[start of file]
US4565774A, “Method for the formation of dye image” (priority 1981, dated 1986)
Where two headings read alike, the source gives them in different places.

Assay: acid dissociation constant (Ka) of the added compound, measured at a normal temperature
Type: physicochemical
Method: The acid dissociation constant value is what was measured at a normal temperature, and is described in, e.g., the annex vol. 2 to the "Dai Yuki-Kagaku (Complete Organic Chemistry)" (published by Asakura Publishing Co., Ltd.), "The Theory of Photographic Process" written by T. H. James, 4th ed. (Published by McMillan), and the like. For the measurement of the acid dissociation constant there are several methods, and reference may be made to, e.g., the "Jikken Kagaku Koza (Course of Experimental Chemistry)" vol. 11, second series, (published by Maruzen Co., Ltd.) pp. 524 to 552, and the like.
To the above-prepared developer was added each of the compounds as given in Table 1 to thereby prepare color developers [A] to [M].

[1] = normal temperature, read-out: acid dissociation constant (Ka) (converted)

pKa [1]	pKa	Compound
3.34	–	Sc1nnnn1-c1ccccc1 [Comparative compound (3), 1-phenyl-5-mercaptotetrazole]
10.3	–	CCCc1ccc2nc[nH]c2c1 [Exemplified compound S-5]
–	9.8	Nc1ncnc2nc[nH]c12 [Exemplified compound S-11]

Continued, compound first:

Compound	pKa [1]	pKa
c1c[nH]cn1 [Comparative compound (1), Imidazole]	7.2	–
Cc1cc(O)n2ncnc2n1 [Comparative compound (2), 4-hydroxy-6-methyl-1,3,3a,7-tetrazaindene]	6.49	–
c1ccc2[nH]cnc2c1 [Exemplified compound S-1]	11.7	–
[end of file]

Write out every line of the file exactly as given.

US4565774A, “Method for the formation of dye image” (priority 1981, dated 1986)
Where two headings read alike, the source gives them in different places.

Assay: acid dissociation constant (Ka) of the added compound, measured at a normal temperature
Type: physicochemical
Method: The acid dissociation constant value is what was measured at a normal temperature, and is described in, e.g., the annex vol. 2 to the "Dai Yuki-Kagaku (Complete Organic Chemistry)" (published by Asakura Publishing Co., Ltd.), "The Theory of Photographic Process" written by T. H. James, 4th ed. (Published by McMillan), and the like. For the measurement of the acid dissociation constant there are several methods, and reference may be made to, e.g., the "Jikken Kagaku Koza (Course of Experimental Chemistry)" vol. 11, second series, (published by Maruzen Co., Ltd.) pp. 524 to 552, and the like.
To the above-prepared developer was added each of the compounds as given in Table 1 to thereby prepare color developers [A] to [M].

[1] = normal temperature, read-out: acid dissociation constant (Ka) (converted)

pKa [1]	pKa	Compound
3.34	–	Sc1nnnn1-c1ccccc1 [Comparative compound (3), 1-phenyl-5-mercaptotetrazole]
10.3	–	CCCc1ccc2nc[nH]c2c1 [Exemplified compound S-5]
–	9.8	Nc1ncnc2nc[nH]c12 [Exemplified compound S-11]

Continued, compound first:

Compound	pKa [1]	pKa
c1c[nH]cn1 [Comparative compound (1), Imidazole]	7.2	–
Cc1cc(O)n2ncnc2n1 [Comparative compound (2), 4-hydroxy-6-methyl-1,3,3a,7-tetrazaindene]	6.49	–
c1ccc2[nH]cnc2c1 [Exemplified compound S-1]	11.7	–